Theodore Goodridge Roberts
Categories: Male Authors - Anglophone Authors - Poets - Novelists - Saint John River Valley
George Edward Theodore Goodridge Roberts (“Thede”) was born in the old Rectory of St. Anne’s Parish in Fredericton, New Brunswick, on July 7, 1877, to Emma Wetmore Bliss and Reverend George Goodridge Roberts. Though he was perhaps better known in England and the United States than in Canada, the writings of the man who was youngest brother of Sir Charles G. D. Roberts and cousin to Bliss Carman are considered distinguished even within his literary family.
A graduate of the Fredericton Collegiate School, he entered the University of New Brunswick in 1893 but did not complete a degree. He contributed verses to both The Independent and The Century while still in his teens, and became a sub-editor of The Independent in 1897, at age 19. This work led him to travel the globe, acting as a special correspondent in Tampa and Cuba during the Spanish-American War (1898) and in Newfoundland (1899). His novel Hemming the adventurer (1904) is based on this experience.
By 1900, Roberts had established Newfoundland Magazine and was working as its editor. In Newfoundland, he collected a wealth of information about outport life and history that formed the basis of his Newfoundland novels and his tales of the Beothuks. During World War I, he served with the 12th Battalion of the Canadian Army in France and England, the wartime adventures of which provided material for several novels and an official account of the war, Thirty Canadian V.C.’s, 23rd April 1915 to 30th March 1918.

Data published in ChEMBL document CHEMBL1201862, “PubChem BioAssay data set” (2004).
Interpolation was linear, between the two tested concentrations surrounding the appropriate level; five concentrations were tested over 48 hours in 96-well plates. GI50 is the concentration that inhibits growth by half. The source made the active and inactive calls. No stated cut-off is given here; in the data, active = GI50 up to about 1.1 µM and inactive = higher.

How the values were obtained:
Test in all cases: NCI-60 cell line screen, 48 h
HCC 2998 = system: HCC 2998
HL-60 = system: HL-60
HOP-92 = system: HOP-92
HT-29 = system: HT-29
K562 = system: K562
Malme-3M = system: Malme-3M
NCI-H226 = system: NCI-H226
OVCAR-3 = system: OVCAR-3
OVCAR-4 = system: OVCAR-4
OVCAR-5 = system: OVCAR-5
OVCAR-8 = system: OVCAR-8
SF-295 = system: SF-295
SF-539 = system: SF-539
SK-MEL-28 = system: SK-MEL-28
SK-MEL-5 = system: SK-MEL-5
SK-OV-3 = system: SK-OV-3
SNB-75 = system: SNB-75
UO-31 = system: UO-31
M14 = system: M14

A prolific writer, Theodore Goodridge Roberts published more than 30 novels, including The Red Feathers (1907), Captain Love (1908), Comrades of the Trails (1910), A Cavalier of Virginia : A Romance (1910), The Harbour Master (1913), The Wasp (1914), The Red Pirogue (1924), and The Golden Highlander (1929). His novels, aimed at a juvenile readership, are tales of adventure and romance that examine the universal struggle between good and evil, and uphold the basic virtues of courage, honesty, fair play, and self-reliance.
Roberts’ poetry is his serious artistic accomplishment. His poetry, staggering in both quantity and variety, shows a love of nature, a keen eye for local color and detail, and an ear for clean rhythm and rhyme. His publications include The Leather Bottle (1934), and Northland Lyrics, written with William Carman Roberts and Elizabeth Roberts Macdonald (1899). Roberts also published over 100 pieces in periodicals, chiefly in The Canadian Magazine, The Youth’s Companion, and The Independent.
In 1930, Roberts was awarded an honorary doctor of literature degree from the University of New Brunswick, and in 1934 he was named a fellow of the Royal Society of Canada.
Roberts married Frances Seymour Allen in November 1903, and together they had four children : William Goodridge, Dorothy Mary Gostwick, Theodore Frances Bliss, and Loveday who died in infancy. The couple spent time in Barbados, England, France, Ottawa, Toronto, Fredericton, and other parts of Canada. Theodore Goodridge Roberts died at Digby, Nova Scotia, on 24 February 1953.
|Fellow of the Royal Society of Canada - 1934|
|Honorary Doctorate, University of New Brunswick - 1930|
The Leather Bottle